An increasingly health-conscious population is turning to technology to help in the early detection of diseasemammograms, colonoscopies, and genetic analyses are all becoming more popular. One procedure that might be able to diagnose a variety of health issues is the full-body computed tomographic (CToften pronounced "cat") scan, which takes a 3-D X-ray image of the body, from the shoulders to the pelvis, in hopes of finding a spot of cancer or the beginning of a clogged artery that a traditional exam might miss. However, while the body is inside the CT scan machine, which looks like a large tube, it is bombarded with radiation. Some scientists from the Columbia University Medical Center looked at how people with similar exposure had been affected.
What they wanted to know: What are the effects of exposure to the radiation levels in a full-body CT scan?
What they did: Because radiation exposure takes decades to develop into malignancies, the scientists looked at a group of people who were exposed to high levels of radiation in the 1940sJapanese people who were in Hiroshima and Nagasaki when the bombs were dropped. They estimated the dose of radiation to the body from one CT scan, and from an annual CT scan for 30 years and compared it with the dose of radiation people received at different distances from the atomic bombs. They measured the cancer mortality rate of the Japanese people and used it to predict mortality from full-body CT scans.
What they found: The dose of radiation you get from one 20-minute CT scan is the same as if you had been standing a mile and a half away from the atomic bomb blast at Hiroshima, which is "a lot in terms of radiation," said physicist David Brenner, the lead researcher. For a person who is 45 years old when exposed, the risk of cancer is 0.08 percent higher than if not exposed or, put another way, there's a 1 in 1,200 chance (out of all people who have received full-body CT scans) of getting cancer from that procedure. If that same 45-year-old, however, wanted to undergo CT scans every year for the next 30 years, the risk would increase greatly. Then, his chances of getting cancer from the scan are about 1 in 50. The risk from exposure goes down with age, because people are more likely to get diseases from other factors and because radiation-induced cancer takes a long time to develop.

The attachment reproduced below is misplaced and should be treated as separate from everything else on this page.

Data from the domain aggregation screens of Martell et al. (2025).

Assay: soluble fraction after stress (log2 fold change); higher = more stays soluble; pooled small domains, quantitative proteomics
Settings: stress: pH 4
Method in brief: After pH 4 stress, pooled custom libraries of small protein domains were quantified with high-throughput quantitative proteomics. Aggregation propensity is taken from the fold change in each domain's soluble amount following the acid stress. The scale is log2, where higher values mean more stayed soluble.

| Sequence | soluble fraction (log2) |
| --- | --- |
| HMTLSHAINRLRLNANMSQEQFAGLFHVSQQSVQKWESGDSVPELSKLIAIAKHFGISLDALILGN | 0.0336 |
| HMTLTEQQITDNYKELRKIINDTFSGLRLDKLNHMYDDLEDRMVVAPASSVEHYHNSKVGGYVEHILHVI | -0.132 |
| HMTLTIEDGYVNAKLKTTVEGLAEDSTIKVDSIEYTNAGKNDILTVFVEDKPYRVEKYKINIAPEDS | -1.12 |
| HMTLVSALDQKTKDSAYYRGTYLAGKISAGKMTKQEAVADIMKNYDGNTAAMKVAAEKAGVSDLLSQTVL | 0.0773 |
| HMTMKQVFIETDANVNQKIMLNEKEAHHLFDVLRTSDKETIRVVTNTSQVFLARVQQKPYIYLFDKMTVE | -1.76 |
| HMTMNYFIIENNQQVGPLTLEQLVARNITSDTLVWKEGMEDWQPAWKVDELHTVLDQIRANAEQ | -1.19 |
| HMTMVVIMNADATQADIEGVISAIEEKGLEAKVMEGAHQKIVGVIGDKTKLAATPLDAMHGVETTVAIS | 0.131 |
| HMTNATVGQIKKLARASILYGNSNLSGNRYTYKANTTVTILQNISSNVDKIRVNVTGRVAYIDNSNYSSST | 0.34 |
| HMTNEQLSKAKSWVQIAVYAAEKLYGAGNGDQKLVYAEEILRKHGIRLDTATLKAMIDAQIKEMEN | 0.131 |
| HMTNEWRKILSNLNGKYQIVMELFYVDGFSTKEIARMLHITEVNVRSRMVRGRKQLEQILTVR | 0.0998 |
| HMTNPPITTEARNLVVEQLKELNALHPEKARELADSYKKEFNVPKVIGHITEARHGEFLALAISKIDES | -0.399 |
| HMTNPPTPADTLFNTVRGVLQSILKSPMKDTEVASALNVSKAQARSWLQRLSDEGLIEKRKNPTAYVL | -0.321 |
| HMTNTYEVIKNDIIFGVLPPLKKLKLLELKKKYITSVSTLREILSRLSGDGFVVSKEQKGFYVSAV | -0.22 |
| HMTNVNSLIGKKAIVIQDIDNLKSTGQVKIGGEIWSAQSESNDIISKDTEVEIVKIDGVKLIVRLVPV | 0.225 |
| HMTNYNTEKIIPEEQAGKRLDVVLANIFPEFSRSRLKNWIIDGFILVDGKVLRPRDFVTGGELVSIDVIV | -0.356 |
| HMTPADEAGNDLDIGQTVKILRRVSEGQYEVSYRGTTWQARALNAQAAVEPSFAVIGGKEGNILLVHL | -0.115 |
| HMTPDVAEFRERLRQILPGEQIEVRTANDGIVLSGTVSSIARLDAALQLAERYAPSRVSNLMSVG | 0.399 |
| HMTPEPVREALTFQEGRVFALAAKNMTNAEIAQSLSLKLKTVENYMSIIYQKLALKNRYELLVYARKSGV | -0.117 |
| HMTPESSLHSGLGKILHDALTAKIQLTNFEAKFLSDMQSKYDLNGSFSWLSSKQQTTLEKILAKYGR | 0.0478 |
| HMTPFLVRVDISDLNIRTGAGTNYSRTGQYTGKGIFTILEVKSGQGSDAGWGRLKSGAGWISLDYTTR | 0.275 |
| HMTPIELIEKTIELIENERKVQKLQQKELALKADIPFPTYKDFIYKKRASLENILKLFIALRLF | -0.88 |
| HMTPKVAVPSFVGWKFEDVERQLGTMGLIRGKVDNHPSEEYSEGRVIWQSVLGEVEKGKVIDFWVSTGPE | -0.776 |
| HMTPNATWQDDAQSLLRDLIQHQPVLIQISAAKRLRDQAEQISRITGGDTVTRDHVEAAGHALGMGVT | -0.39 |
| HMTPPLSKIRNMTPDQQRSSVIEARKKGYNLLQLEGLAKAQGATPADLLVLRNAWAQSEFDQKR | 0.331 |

What it means to you: Full-body CT scans have not yet been proven to have any benefitand radiation exposure isn't the only risk. Full-body scans can find harmful growths but often find harmless scars and bumps, resulting in further tests or even surgery to remove a benign growth. Full-body scans are rarely recommended by physicians, though most will be quick to differentiate full-body from other, localized CT scans, which can be helpful for diagnosing medical problems. You should talk to your doctor before getting any type of CT scan.
Caveats: The study compared the cancer rates of Japanese people living in the 1940s with American people living today, which is a pretty big leap. The authors controlled for some of the variability and noted that the two populations have similar rates of cancer, though the most common types of cancer are different between Japanese and Americans. In addition, the rate of exposure over many years of small doses of radiation may not be the same as the exposure from one large dose, as was the case in Japan.
Find out more: The FDA has come out against full-body CT screenings as a preventative measure. Their reasoning is at: http://www.fda.gov/cdrh/ct/
For an explanation of full-body CT scans, the American College of Radiology and Radiological Society of North America has a website: http://www.radiologyinfo.org/
Read the article: Brenner, D.J. and Elliston, C.D. "Estimated Radiation Risks Potentially Associated With Full-Body CT Screening." Radiology. September 2004, Vol. 232, No. 3, pp. 735-738.
Abstract online: http://radiology.rsnajnls.org